Saturday, September 02, 2017

SPORTS STORY >> Lady Titans cruise to win at Hall High

Leader sports editor

Things didn’t always go as they should, but it came out right at the end as the Jacksonville volleyball team opened 5A/6A-East/Central Conference play with a 3-0 sweep of Hall High on Tuesday in Little Rock.

The Lady Titans cruised in dominant fashion through game one, winning 25-9. There was a brief lapse in game two, but the visiting team still came out with a relatively easy 25-14 victory. Things got shaky in game three when Hall put together a run thatcut a 20-12 deficit to just 21-17, but Jacksonville recovered for a 25-20 win to get the sweep.

“We just got complacent, is what it comes down to,” said Jacksonville coach Savannah Jacoby. “I was satisfied with the first set. The first set was great, but we got relaxed and lost focus. Which happens, they’re teenage girls. They did really well and then it just started declining.”

Jacksonville started game three well. Sophomore Blair Jones served four-straight points to open the set, and the points did not result from Hall errors. There was one ace, and kills by Rebecca Brown, Aaliyah Burks and Chandee Wesley. The lead great to 11-4 when Hall (2-3, 1-2) made its first big run of the match to cut it to 11-10. Those points were all the result of Jacksonville errors. There was a miscommunication in which a one-hit return fell in the middle of the Titan defense. When a three-ball bump also fell for a Hall point, Jacoby called timeout with her team holding an 11-7 lead.

After the timeout, Hall’s J. Kidd served up an ace, followed by a pair of miss-hits that made it 11-10.

Jacksonville (1-5, 1-1) finally ended the rally with kills by Wesley. Basia Brown took serve for Jacksonville and extended the lead back to seven with five-straight points, including four aces. The other point was a huge kill by Burks that landed inside the attack line.

Basia Brown finally served one long, but the Titans broke right back with a big kill by Brittney Eskridge that made it 18-12.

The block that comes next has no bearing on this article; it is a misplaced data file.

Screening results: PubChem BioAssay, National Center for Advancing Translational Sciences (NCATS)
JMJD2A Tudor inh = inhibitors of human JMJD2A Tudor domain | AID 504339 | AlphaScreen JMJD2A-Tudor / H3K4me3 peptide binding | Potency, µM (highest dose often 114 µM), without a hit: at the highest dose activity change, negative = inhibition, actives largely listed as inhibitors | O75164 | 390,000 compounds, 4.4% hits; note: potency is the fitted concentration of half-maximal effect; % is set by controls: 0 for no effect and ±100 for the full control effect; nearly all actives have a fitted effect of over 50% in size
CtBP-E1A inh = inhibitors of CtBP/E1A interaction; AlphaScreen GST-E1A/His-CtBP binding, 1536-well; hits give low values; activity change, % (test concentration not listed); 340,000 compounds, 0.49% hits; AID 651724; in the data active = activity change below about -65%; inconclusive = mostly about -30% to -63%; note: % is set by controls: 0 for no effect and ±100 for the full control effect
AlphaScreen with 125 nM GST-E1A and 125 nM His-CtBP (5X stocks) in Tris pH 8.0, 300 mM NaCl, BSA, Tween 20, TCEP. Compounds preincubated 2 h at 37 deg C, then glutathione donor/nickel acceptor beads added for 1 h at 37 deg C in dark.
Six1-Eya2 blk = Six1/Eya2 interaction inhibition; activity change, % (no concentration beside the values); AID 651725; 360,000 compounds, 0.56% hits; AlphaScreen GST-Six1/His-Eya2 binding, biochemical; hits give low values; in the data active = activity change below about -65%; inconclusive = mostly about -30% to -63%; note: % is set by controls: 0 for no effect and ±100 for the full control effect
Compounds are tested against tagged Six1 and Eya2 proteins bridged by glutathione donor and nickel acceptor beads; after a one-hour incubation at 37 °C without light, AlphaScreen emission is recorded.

With libero Lindsey Holt serving, Rebecca Brown got two more kills and Burks one to extend the lead to 21-12. Seemingly back in control, that’s when Jacksonville suffered another focus lapse and allowed the Hall rally to 17.

Jacksonville finally broke to go up 22-17, and Jones served up back-to-back aces, but Rebecca Brown tried to tip the ball on the next point, and tipped it into the net.

Hall then missed a serve to end the match.

“I think communication and hitting errors are what we need to fix from this match,” Jacoby said. “But it was all from the second and third sets. For the most part, we were strong all the way in the first set. I think we missed three serves, so I told them let’s focus on our serves, but everything else was fine.

“But really, I think the communication and hitting errors were from losing focus. They were sending the ball over on one a lot. We have to be mindful of that and be expecting that. That’s when our communication breakdowns happened most often.

“But a win is a win. I’m not completely happy with it, but we are focusing this year on just being 1-0 every day, so we accomplished that.”

Jacksonville scored 14 points on Jones’ serve, which included four aces. She also had seven kills and nine assists.

Rebecca Brown had 11 points on serve. She also had game-highs with five aces and nine kills.

Holt had nine points and three aces while Wesley and Skyra Gulley also had three aces apiece. Wesley added a game-high 13 assists.

Hall had just 14 points on serve total, including just three in the first two sets combined before getting 11 in the third.

Jacksonville will travel to Little Rock Parkview on Tuesday, and host J.A. Fair on Thursday.

SPORTS STORY >> Badgers’ versatility leads to comeback

Leader sports editor

The Beebe Badgers mixed up their offense an unusual amount, and the results were worth it in the home opener Friday. The Badgers came back from an 18-7 halftime deficit to beat Greenbrier 26-18 at A.S. Bro Irwin Stadium.